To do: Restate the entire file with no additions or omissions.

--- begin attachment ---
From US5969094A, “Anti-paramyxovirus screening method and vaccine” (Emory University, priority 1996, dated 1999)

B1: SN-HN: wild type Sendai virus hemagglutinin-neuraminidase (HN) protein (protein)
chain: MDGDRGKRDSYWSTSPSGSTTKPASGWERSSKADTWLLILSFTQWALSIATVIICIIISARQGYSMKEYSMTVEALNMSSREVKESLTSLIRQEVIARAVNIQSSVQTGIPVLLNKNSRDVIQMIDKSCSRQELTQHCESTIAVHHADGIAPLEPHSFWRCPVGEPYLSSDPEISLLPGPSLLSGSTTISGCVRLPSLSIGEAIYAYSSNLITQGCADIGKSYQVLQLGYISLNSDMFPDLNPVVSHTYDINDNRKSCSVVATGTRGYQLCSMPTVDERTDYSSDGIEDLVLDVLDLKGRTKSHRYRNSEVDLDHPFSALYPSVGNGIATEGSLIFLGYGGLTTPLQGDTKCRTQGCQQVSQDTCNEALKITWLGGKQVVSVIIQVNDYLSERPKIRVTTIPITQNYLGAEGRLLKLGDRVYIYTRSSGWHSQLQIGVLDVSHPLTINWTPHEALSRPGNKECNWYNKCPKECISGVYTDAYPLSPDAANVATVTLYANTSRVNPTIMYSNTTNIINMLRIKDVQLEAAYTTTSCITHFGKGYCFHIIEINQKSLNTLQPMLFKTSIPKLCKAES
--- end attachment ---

From US5969094A, “Anti-paramyxovirus screening method and vaccine” (Emory University, priority 1996, dated 1999)

B1: SN-HN: wild type Sendai virus hemagglutinin-neuraminidase (HN) protein (protein)
chain: MDGDRGKRDSYWSTSPSGSTTKPASGWERSSKADTWLLILSFTQWALSIATVIICIIISARQGYSMKEYSMTVEALNMSSREVKESLTSLIRQEVIARAVNIQSSVQTGIPVLLNKNSRDVIQMIDKSCSRQELTQHCESTIAVHHADGIAPLEPHSFWRCPVGEPYLSSDPEISLLPGPSLLSGSTTISGCVRLPSLSIGEAIYAYSSNLITQGCADIGKSYQVLQLGYISLNSDMFPDLNPVVSHTYDINDNRKSCSVVATGTRGYQLCSMPTVDERTDYSSDGIEDLVLDVLDLKGRTKSHRYRNSEVDLDHPFSALYPSVGNGIATEGSLIFLGYGGLTTPLQGDTKCRTQGCQQVSQDTCNEALKITWLGGKQVVSVIIQVNDYLSERPKIRVTTIPITQNYLGAEGRLLKLGDRVYIYTRSSGWHSQLQIGVLDVSHPLTINWTPHEALSRPGNKECNWYNKCPKECISGVYTDAYPLSPDAANVATVTLYANTSRVNPTIMYSNTTNIINMLRIKDVQLEAAYTTTSCITHFGKGYCFHIIEINQKSLNTLQPMLFKTSIPKLCKAES